Dr. Schiffman received his B.S. degree with High Honors in biology from Hobart College in 1976. He then moved to Chicago where he studied biochemistry at the University of Illinois, Chicago Circle. He attended Rush Medical College where he received his M.D. degree in 1982 and was elected to the Alpha Omega Alpha Medical Honor Society. He completed his Internal Medicine internship and residency at the University of California, Irvine.
Melissa Conrad Stöppler, MD, is a U.S. board-certified Anatomic Pathologist with subspecialty training in the fields of Experimental and Molecular Pathology. Dr. Stöppler's educational background includes a BA with Highest Distinction from the University of Virginia and an MD from the University of North Carolina. She completed residency training in Anatomic Pathology at Georgetown University followed by subspecialty fellowship training in molecular diagnostics and experimental pathology.
If your asthma has just been diagnosed, you may be started on a regimen of medications and monitoring. You will be given
two types of medications:
Controller medications: These are for long-term control of persistent asthma. They help to reduce the inflammation in the lungs that underlies asthma attacks. You take these every day regardless of whether you are having symptoms or not.
Rescue medications: These are for short-term control of asthma attacks. You take these only when you are having symptoms or are more likely to have an attack -- for example, when you have an infection in your respiratory tract.
Your treatment plan will also include other parts:
awareness of your triggers and avoiding the triggers as much as possible;
recommendations for coping with asthma in your daily life;
regular follow-up visits to your health care provider; and
use of a peak flow meter.
At your follow-up visits, your health-care provider will review how you have been doing.
He or she will ask you about frequency and severity of attacks, use of rescue medications, and peak flow measurements.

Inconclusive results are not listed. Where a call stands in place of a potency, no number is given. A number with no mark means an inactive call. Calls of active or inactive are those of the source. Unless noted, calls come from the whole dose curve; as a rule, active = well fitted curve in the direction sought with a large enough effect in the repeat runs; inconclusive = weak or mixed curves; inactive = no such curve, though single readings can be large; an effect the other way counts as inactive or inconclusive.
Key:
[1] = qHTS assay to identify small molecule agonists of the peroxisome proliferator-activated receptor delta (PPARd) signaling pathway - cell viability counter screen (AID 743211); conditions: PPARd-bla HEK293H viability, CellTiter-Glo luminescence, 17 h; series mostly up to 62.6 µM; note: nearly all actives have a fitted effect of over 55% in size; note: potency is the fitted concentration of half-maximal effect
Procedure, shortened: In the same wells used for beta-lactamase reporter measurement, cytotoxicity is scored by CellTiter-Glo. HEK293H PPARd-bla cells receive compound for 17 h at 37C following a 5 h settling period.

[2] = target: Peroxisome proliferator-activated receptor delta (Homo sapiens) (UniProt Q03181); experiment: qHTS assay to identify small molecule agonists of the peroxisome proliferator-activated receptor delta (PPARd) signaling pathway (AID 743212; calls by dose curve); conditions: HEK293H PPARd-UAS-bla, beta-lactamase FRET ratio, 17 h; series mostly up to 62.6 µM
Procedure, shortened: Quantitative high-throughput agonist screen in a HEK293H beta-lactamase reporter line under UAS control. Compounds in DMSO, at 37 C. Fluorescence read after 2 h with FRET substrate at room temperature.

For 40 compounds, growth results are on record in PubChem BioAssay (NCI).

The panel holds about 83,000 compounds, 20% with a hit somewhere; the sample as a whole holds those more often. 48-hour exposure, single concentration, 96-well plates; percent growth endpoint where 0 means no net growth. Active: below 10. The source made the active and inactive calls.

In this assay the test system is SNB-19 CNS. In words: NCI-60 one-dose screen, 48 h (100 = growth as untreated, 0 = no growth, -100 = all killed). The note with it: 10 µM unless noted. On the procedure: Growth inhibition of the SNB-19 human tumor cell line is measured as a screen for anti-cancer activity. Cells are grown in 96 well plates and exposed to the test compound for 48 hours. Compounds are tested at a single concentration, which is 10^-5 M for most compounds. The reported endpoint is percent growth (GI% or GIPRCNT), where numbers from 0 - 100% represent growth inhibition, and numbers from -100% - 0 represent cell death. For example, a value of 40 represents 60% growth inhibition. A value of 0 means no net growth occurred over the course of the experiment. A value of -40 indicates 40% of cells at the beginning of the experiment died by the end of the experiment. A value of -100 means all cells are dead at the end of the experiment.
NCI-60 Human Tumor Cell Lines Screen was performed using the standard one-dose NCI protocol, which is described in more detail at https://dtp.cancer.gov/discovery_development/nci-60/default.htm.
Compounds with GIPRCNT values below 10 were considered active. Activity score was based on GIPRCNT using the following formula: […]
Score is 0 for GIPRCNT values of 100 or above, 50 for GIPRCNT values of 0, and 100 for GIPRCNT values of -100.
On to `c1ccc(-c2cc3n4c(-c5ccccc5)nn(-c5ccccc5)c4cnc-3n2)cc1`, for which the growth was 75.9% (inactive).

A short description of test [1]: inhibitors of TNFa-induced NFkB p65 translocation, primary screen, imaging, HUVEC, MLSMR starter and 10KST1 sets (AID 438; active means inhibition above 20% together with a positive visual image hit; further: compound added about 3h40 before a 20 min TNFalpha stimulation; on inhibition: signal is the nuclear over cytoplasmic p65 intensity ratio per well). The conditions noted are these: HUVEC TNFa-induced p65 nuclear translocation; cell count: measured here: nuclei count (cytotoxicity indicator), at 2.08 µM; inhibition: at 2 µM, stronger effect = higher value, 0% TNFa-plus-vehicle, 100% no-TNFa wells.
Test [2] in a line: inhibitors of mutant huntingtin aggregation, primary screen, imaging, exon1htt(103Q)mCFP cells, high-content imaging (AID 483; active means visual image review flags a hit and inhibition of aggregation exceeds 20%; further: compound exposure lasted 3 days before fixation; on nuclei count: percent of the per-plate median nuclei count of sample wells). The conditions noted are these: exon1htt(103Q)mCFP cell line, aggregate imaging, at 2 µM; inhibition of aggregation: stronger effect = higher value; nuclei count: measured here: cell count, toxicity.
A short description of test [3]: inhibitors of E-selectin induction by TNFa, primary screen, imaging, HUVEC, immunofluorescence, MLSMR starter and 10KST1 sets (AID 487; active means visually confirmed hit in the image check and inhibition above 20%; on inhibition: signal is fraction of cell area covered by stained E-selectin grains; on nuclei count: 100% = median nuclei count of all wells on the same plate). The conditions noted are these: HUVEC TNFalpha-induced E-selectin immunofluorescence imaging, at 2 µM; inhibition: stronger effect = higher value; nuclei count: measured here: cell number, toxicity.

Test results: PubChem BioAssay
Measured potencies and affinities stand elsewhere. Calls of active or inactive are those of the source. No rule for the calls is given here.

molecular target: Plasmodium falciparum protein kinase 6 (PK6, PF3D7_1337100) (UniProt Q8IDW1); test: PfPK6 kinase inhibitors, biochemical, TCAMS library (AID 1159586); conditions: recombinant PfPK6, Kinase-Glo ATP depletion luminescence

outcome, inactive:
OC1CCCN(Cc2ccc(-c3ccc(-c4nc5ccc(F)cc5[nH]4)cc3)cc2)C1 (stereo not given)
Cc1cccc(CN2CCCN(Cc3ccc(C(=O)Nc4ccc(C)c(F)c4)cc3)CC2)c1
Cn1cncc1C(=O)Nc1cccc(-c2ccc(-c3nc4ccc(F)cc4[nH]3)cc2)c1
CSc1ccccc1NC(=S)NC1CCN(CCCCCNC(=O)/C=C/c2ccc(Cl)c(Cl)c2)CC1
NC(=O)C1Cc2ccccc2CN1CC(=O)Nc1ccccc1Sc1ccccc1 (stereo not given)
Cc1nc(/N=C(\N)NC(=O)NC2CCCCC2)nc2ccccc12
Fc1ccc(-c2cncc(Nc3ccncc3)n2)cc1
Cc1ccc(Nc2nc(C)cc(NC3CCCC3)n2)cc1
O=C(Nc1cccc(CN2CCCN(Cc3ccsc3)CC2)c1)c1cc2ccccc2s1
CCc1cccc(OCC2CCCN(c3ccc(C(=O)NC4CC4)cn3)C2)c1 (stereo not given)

Lung function tests may be done to see how your lungs are responding to your treatment.
This is a good time to discuss medication side effects or any problems you are having with your treatment.
The peak flow meter is a simple, inexpensive device that measures how forcefully you are able to exhale.
Ask your health-care provider or an assistant to show you how to use the peak flow meter. He or she should watch you use it until you can do it correctly.
Keep one in your home and use it regularly. Your health-care provider will make suggestions as to when you should measure your peak flow.
Checking your peak flow is a good way to help you and your health-care provider assess what triggers your asthma and its severity.
Check your peak flow regularly and keep a record of the results. Over time, your health-care provider may be able to use this record to
determine appropriate medications, reducing dose or side effects.
Peak flow measures fall just before an asthma attack. If you use your peak flow meter regularly, you may be able to predict when you are going to have an attack.
It can also be used to check your response to rescue medications.
Together, you and your health-care provider will develop an action plan for you in case of asthma attack. The action plan will include the following:
how to use the controller medication;
how to use rescue medication in case of an attack;
what to do if the rescue medication does not work right away;
when to call the health-care provider; and
when to go directly to the hospital emergency department.